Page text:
Brigands like Much. And Stout, John Little, Rob, Wat, and all the rest of the Merry Men, as they laughingly called themselves. A troop of bandits that had laid claim to the southern road through Sherwood Forest. A troop of bandits led by the deadliest bowman in all of England. A man without pity or compromise—Gilbert the White Hand.
He could split an arrow in mid-flight, it was said. Stout idolized and feared him. John tolerated him, and Much knew well enough to stay out of his way. Gilbert had taken the “boy” in because they needed someone sneaky. Someone who could scout the town and the woods without raising an alarm. After all, who feared a poor, starved beggar boy?
Much had a place in their band as long as she was useful and for as long as she kept her secret safe. She was another
mouth to feed and another split of the loot (although her share was pathetically small). If she displeased Gilbert or became lax or lazy, he’d give her a head start before cutting her down with an arrow in the back. And he didn’t look kindly on bandits who came back empty-handed.
John and Stout set the trap and then set about waiting. If a cart came this way, Much would whistle a signal and the two men would hoist up their ropes, both in front of and behind the cart. The rope nets wouldn’t stop a horse at full gallop, but they would box in a slow-moving cart well enough. Once the customers saw that they were trapped, they would reach for their weapons. One look at John, and they would drop them again. Then they’d do business with the Merry Men (the Merry Men’s business being the robbing-you-of-all-your-coin-and-most-likely-your-boots kind).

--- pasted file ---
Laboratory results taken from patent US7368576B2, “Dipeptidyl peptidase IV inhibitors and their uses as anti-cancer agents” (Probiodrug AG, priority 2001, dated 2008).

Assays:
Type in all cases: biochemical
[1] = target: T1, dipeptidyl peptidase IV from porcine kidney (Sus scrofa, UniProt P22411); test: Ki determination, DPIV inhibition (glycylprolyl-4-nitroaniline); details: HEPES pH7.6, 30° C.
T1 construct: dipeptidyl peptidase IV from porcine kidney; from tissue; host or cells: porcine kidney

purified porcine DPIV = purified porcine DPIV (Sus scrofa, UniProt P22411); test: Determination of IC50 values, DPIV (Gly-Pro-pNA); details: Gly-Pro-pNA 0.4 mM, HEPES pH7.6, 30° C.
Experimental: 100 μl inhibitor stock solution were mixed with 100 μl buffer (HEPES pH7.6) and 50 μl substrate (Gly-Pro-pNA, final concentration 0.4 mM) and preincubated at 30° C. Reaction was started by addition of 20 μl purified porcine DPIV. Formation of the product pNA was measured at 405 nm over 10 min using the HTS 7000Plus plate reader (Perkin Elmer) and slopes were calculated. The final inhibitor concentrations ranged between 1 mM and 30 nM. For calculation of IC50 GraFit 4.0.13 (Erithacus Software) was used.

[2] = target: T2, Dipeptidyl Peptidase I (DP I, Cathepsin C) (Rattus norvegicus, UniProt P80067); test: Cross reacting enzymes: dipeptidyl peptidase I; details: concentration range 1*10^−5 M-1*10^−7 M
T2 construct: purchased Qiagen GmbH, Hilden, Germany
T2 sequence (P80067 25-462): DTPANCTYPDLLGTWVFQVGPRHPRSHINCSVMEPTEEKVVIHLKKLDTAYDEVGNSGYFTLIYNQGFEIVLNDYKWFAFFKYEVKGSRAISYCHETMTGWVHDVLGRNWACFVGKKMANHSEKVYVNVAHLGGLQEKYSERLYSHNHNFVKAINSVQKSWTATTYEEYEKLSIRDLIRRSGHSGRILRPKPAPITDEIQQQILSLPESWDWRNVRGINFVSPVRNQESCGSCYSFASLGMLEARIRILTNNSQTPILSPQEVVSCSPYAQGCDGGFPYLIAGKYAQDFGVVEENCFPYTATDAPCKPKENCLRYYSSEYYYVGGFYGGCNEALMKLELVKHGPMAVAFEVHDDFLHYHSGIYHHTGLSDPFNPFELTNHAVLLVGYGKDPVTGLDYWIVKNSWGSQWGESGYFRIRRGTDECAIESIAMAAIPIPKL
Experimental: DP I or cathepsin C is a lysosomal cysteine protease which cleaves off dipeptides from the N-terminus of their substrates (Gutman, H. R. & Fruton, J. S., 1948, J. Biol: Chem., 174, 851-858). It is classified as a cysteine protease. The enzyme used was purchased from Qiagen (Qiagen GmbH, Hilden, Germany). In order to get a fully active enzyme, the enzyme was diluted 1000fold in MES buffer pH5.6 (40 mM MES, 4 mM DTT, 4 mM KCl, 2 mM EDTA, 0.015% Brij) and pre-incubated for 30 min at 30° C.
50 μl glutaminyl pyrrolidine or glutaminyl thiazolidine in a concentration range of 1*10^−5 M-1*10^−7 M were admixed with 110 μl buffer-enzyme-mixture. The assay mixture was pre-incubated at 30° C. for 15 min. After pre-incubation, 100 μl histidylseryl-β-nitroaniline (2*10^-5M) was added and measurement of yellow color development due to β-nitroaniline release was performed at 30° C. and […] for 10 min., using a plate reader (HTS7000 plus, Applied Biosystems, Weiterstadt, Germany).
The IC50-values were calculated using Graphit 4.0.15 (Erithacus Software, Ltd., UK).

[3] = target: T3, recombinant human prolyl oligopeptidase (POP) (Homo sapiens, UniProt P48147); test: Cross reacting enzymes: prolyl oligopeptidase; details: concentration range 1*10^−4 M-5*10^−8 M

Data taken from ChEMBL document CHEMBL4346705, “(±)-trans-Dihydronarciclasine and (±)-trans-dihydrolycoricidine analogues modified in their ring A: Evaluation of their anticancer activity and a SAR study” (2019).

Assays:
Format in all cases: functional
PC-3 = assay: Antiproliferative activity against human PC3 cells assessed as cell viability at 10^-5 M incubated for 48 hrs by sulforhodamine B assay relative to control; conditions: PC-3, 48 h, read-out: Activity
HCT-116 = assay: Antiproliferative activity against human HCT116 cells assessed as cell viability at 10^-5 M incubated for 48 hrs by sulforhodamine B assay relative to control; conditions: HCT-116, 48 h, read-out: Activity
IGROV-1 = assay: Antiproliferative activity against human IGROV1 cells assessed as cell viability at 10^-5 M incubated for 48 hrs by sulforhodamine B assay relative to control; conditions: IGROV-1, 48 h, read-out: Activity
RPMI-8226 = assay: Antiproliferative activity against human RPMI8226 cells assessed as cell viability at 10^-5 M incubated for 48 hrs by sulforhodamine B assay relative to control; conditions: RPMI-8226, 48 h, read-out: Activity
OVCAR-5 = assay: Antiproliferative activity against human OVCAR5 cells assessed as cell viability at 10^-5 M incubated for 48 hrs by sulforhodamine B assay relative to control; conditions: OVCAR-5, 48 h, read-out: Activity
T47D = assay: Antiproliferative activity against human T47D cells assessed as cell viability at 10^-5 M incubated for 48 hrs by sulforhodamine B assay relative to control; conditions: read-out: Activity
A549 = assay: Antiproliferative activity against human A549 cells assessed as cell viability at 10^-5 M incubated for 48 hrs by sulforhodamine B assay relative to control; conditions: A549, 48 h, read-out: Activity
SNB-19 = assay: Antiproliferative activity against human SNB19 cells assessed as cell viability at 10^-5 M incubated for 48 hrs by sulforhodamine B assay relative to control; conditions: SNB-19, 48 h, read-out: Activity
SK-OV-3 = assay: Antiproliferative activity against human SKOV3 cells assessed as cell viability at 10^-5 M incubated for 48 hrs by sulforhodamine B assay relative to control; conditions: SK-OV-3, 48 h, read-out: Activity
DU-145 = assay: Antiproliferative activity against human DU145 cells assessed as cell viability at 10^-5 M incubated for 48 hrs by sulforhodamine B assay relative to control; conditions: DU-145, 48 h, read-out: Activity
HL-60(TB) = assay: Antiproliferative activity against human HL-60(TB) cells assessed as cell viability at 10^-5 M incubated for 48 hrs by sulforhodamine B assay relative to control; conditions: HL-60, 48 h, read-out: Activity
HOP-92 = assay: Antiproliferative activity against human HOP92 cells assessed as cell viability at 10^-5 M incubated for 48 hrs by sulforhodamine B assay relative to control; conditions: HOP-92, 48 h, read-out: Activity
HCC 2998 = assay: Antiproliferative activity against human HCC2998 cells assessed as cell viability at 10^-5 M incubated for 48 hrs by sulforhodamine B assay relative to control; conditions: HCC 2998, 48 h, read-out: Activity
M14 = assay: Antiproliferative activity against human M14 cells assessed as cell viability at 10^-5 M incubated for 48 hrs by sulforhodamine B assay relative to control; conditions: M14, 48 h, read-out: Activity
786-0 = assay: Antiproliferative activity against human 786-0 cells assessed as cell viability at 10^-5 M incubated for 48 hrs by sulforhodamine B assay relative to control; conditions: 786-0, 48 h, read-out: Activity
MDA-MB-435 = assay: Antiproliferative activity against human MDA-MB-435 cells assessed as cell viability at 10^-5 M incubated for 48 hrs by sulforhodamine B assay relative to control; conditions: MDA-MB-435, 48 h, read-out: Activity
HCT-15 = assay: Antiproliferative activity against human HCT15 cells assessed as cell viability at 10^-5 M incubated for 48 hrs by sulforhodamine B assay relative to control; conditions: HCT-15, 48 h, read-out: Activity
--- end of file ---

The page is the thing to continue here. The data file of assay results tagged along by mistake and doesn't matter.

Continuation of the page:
The minutes crept by and there was still no sign of the cart, so they sat and passed the time, each in his own fashion. Stout picked the lint from his hairy belly button; John cut a sapling into useless strips of green wood, tied them into knots, and then started in on another. And up in the tree, away from the prying eyes of her companions, Much carved pictures into the bark. She’d never learned her letters, but she’d gotten good at carving the sun and the moon, for father and daughter. She’d marked countless trees throughout Sherwood Forest this way, a hidden tribute to a dead girl named Marianna and her father.
It was another hour before she saw the horse. It came into sight at a slow trot, its rider slumped over the saddle. The creature was breathing heavily, foaming at the mouth and lathered in sweat. The rider must’ve ridden the poor beast hard before collapsing himself. The pair seemed alone, rider and horse.
Much gave the warning signal, two quick birdcalls in succession, to her companions below.
“Is it the cart?” answered a harsh whisper from the trees. Much held her breath, but the rider did not stir. He was most likely unconscious or dead.
The horse kept coming. Much slowly eased herself down from the branches until she could see John standing there with his huge hand over Stout’s mouth. The fat bandit’s eyes were indignant.
Much used hand signals to communicate with John.
A single rider
, she signed.
Wounded or dead